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The Companion Mistakes People Make with Their Resume | Job Search Radio


Listen to the full episode here:
http://webtalkradio.net/internet-talk-radio/2017/08/31/the-companion-mistakes-people-make-with-their-resume/

Jeff Altman, The Big Game Hunter discusses mirrors mistakes people make with your resume.

Jeff Altman, The Big Game Hunter is a coach who worked as a recruiter for what seems like one hundred years. His work involves life coaching, as well as executive job search coaching and business life coaching. He is the host of “Job Search Radio,” “No BS Job Search Advice Radio,” and his newest show, “No BS Coaching Advice.”

Are you interested in 1:1 coaching or interview coaching from me? Email me at JeffAltman@TheBigGameHunter.us
and put the word, “Coaching” in the subject line.

JobSearchCoachingHQ.com offers great advice for job hunters—videos, my books and guides to job hunting, podcasts, articles, PLUS a community for you to ask questions of PLUS the ability to ask me questions where I on function as your ally with no conflict of interest answering your questions.

Do you have a question you would like me to answer? Pay $25 via PayPal to TheBigGameHunter@gmail.com
and then forward your question to the same address.

Connect with me on LinkedIn http://bit.ly/thebiggamehunter

You can order a copy of “Diagnosing Your Job Search Problems” for Kindle for $.99 and receive free Kindle versions of “No BS Resume Advice” and “Interview Preparation.”

Please give “Job Search Radio” a great review in iTunes. It helps other people discover the show and makes me happy!​​​

Tell Me Something Negative You’ve Heard About Our Company


Listen to the full episode here:
http://www.blogtalkradio.com/thebiggamehunter/2017/07/08/tell-me-something-negative-youve-heard-about-our-company

EP 798 Here is a slippery question that some companies ask.  There are very few good ways to do it; here, I offer several.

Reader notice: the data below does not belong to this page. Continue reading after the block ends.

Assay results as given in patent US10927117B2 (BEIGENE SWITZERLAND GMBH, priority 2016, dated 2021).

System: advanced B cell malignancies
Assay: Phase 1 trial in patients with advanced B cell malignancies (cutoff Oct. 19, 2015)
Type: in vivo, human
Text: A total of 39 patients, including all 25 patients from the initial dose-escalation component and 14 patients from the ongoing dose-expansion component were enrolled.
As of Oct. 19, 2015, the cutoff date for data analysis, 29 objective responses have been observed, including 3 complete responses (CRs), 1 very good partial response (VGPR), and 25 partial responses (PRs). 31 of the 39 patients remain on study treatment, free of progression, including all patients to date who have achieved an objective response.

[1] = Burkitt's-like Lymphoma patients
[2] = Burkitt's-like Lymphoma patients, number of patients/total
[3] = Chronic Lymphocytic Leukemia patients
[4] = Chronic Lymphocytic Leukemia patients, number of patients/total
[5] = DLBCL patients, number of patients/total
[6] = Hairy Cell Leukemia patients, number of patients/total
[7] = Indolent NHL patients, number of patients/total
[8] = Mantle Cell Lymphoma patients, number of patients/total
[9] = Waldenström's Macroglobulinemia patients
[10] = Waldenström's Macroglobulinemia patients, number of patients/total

Summary

I worked as a recruiter for more than 40 years filling more than 1200 positions plus consulting assignment for my career. One thing I know is that people do damage to the candidacy when they are not prepared for interview questions.

On this podcast, I am spending all 2017 helping people prepare for how to answer tough interview questions. This is 1 of those questions are requested is kind of seductive. "Tell me something negative you've heard about our company," is the question.

If this firm is in the press, you can't say, "I haven't heard anything about your firm." You seem like a jerk. Sometimes the firm is looking for reconnaissance like, "What's the scuttlebutt about us?" When push comes to shove, there is no way of winning that one.

There are a few suggested ways.
1. If they are in the media for something negative, you can respond by saying, "I have read some press accounts… Who want to read these press accounts? They're all over the media these days. It's obvious that the firm has some struggles but that opens up some opportunities for someone like me to step up and make a difference." That's for someone in a leadership role. 1st, after all, you can do something similar. You can conclude by saying, "But it offers a challenge for me joy is the staff individual.. It offers a challenge to contribute and be a strong performer and change some of the public perception of the organization."
2. If there is nothing you are able to research about the firm online, you can say, "I have is anything current about your organization. It's not like them out there trying to say,' Okay, tell me everything bad you've heard about the firm.' I asked some friends who have some opinions about your firm, did a quick Google search. Everything seems to be in order. Nothing here to scare me or anyone else." Just let it go at that.

Going to any sort of detail, even if you have heard something from a friend or from a former employee, is a bad signal. They don't really want to hear it. All it does is make them concerned as to whether you accept an offer if they made it to you.

Skirt answering the question and do it in a very casual way. Avoid going into any sort of detail. You will do fine answering.

Jeff Altman, The Big Game Hunter is a coach who worked as a recruiter for what seems like one hundred years. His work involves life coaching, as well as executive job search coaching and business life coaching. He is the host of “Job Search Radio” and “No BS Job Search Advice Radio,” both available through iTunes and Stitcher.

Are you interested in 1:1 coaching from me?  Email me at JeffAltman@TheBigGameHunter.us
and put the word, “Coaching” in the subject line.

Do you have a question you would like me to answer? Pay $25 via PayPal to TheBigGameHunter@gmail.com

JobSearchCoachingHQ.com offers great advice for job hunters—videos, my books and guides to job hunting, podcasts, articles, PLUS a community for you to ask questions of PLUS the ability to ask me questions where I function as your ally with no conflict of interest answering your questions.

Like me on Facebook.